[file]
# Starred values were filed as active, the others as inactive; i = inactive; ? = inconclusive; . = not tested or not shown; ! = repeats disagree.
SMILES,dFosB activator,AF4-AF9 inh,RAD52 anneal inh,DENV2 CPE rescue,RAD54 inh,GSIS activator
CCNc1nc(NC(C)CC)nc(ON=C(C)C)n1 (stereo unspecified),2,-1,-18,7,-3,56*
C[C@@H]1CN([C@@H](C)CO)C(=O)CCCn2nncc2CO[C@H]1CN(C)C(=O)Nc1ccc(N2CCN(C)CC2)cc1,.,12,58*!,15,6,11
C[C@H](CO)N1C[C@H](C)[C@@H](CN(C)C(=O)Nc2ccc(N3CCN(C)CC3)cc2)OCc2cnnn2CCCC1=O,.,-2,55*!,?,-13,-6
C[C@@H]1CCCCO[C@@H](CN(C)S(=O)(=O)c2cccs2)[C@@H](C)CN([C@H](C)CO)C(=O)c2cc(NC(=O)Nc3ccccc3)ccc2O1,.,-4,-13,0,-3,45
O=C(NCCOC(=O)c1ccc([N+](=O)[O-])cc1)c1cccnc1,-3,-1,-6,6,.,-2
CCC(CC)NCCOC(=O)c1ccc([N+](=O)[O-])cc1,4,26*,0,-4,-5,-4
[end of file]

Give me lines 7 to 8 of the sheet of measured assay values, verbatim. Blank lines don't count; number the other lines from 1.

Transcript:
O=C(NCCOC(=O)c1ccc([N+](=O)[O-])cc1)c1cccnc1,-3,-1,-6,6,.,-2
CCC(CC)NCCOC(=O)c1ccc([N+](=O)[O-])cc1,4,26*,0,-4,-5,-4